Lady Bird Johnson Park is a 15-acre island across the Memorial Bridge and off George Washington Parkway on the Virginia side of the Potomac River. It has azaleas, rhododendron, and more than 2,700 dogwoods. Also on the Virginia side, the 88-acre Theodore Roosevelt Island, south of the Key Bridge in the Potomac River, is accessible by footbridges. Two and a half miles of foot trails wind through the island and provide good hiking and observation of bird and animal life. Rock Creek Park is an 1,800-acre peaceful oasis inside the city. It is one of the oldest and largest parks in the nation. It is four miles long and one mile wide and offers a variety of activities, not to mention beautiful near-virgin forest, black bears, 200 year old tulip beds, and naturalized daffodils.
Just Churches (and some gardens)
All Souls Unitarian Church
16th and Harvard Sts. NW. www.all-souls.org/
Completed in 1924, the design for this church is a copy of St. Martin-in-the-Fields in London.
Franciscan Monastery and Gardens
Metro stop: Brookland CUA then walk to 14th and Quincy Sts. NE. www.myfranciscan.org/monastery/tours/
If you always wanted to see the Roman catacombs, the Grotto of Lourdes, the tomb of the Virgin Mary, the Holy Sepulcher of Christ, and other shrines but couldn’t afford the trip to the Holy Land or Rome, you can see them in replica at the Franciscan Monastery of the Holy Land in America, just up the road from the Shrine of the Immaculate Conception. Established as the Holy Land Commissariat of the Franciscan Order of the United States, the 44 acre monastery helps preserve shrines in the Holy Land by raising funds in the United States and by training missionary priests. The spring and summer gardens are beautiful and offer serenity no matter what your faith. Take a contemplative stroll on the Cloister Walk, which is inscribed with Hail Marys in 100 languages, including Apache and Crow.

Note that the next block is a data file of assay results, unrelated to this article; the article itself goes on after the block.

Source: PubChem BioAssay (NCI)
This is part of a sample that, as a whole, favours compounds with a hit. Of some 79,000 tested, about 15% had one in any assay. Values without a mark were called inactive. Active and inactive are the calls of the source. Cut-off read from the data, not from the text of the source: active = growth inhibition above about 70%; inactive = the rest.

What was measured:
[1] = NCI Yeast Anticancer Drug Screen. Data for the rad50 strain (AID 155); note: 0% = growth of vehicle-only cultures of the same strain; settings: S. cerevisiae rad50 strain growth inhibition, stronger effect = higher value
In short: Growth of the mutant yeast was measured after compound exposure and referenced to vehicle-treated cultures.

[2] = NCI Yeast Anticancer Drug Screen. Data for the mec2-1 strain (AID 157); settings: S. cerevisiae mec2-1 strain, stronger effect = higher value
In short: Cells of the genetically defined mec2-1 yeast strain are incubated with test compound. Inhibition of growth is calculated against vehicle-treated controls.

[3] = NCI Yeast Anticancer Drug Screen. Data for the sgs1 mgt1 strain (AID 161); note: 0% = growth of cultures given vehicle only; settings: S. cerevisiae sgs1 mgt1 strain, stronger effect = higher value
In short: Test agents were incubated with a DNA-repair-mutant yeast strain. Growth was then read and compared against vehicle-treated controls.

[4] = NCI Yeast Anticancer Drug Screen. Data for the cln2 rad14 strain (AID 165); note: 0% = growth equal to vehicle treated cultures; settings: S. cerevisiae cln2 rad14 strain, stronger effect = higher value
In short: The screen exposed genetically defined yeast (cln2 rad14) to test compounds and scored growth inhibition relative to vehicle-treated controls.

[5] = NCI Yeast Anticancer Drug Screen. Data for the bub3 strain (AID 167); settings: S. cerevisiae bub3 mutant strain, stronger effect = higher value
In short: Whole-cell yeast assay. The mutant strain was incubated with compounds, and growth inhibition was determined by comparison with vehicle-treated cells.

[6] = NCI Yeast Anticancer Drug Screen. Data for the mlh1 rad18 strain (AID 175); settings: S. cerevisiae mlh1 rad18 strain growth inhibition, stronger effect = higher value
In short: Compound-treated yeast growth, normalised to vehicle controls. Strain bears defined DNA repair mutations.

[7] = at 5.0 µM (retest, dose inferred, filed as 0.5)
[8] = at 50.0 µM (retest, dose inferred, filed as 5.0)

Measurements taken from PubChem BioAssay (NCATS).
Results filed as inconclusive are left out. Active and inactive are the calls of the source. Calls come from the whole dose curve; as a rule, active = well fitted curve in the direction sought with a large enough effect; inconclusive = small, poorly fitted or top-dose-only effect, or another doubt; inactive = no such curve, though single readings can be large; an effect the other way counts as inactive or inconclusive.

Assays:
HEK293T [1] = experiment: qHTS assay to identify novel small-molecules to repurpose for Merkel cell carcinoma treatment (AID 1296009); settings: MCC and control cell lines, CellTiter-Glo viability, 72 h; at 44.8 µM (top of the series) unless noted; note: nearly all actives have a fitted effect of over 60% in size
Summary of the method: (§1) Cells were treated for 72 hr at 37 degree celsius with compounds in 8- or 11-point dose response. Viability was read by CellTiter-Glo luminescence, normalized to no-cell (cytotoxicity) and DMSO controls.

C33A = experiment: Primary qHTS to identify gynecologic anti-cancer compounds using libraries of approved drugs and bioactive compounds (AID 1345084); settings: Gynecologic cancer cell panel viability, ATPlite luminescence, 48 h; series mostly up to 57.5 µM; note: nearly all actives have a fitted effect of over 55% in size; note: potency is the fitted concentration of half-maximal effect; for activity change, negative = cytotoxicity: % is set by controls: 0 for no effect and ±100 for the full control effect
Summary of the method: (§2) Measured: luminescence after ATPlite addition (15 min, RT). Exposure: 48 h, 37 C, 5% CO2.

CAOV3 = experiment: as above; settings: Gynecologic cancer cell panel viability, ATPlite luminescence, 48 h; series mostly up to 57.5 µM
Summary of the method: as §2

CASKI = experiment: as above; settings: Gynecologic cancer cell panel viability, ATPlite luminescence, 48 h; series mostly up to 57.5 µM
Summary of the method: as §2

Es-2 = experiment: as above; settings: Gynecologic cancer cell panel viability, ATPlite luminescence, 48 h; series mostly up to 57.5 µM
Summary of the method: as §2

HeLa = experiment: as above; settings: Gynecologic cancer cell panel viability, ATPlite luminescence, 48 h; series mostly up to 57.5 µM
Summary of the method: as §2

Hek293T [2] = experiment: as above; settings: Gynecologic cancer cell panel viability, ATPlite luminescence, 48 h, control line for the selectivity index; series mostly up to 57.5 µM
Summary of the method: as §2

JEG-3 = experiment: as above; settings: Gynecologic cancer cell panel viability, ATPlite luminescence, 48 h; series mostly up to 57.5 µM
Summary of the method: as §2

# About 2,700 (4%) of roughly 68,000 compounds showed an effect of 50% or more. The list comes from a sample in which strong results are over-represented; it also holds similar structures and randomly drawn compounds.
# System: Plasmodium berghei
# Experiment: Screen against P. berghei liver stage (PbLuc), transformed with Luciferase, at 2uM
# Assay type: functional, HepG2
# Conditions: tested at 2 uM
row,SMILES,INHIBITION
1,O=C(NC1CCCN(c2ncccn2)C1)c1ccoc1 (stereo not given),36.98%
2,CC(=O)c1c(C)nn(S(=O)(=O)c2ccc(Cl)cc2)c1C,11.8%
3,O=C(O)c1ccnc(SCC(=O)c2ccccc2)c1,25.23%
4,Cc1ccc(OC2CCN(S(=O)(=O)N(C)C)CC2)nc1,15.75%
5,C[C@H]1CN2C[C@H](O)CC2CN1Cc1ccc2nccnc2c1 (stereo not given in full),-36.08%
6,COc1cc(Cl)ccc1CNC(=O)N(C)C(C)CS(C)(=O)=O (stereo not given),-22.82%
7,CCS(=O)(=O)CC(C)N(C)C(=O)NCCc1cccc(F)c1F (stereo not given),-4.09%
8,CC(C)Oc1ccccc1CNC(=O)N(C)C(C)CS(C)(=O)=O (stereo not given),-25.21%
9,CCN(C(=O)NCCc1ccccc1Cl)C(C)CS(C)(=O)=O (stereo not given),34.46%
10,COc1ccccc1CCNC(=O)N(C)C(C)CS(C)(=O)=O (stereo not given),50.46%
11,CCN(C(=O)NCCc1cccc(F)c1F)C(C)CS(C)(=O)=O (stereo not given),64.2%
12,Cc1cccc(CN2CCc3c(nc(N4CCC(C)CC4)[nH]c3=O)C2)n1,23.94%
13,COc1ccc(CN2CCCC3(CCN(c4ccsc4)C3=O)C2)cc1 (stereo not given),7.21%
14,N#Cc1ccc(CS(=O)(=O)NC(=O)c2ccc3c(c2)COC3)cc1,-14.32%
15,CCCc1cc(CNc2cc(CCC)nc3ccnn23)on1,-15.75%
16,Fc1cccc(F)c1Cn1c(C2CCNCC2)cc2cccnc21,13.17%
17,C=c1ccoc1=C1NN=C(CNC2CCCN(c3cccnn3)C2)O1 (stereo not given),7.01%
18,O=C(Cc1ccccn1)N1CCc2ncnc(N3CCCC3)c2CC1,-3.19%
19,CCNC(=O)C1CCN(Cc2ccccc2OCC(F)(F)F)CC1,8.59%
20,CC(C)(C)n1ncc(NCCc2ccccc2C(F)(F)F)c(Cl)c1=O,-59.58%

2551 Massachusetts Ave. NW. http://theislamiccenter.com/
The beautiful Islamic Center on the banks of Rock Creek Park is a cultural and religious center for the estimated 65,000 Islamic population of the Washington, DC. metropolitan area. The center contains administrative offices, a museum, a gift shop, lecture halls, and a mosque. The faithful are called to prayer five times a day from the top of the mosque’s slender 160-foot minaret. The center was constructed between 1949 and 1957 with funds and materials that were donated primarily from the governments of Islamic countries. It is governed by a board composed of the heads of Islamic diplomatic missions in Washington, DC. The decor of the center is a composite of Islamic arts including a Moorish colonnade, horseshoe arches, Turkish tiles, silk Iranian carpets, intricate designs painted on the high walls and ceilings, and a two-ton cast bronze chandelier from Egypt that is inlaid with nickel. Free guided tours take about one hour and must be scheduled a week in advance. Proper attire is required while visiting the mosque: arms, legs, (and women’s heads) must be covered, and shoes must be removed. To make a reservation for a tour, call 1-202-332-8343.
Masonic National Monument
West on King Street, Alexandria, VA. www.gwmemorial.org/
The Masonic National Memorial to George Washington sits on top of Shuter’s Hill in Alexandria. It is the national home of Freemasonry. The temple houses a priceless collection of pictures and relics, including the ivory-handled trowel used by President Washington in laying the cornerstone of the capitol building in 1793.
Metropolitan African Methodist Episcopal Church
1518 M St. NW; Metro stop: Farragut North. www.metropolitanamec.org/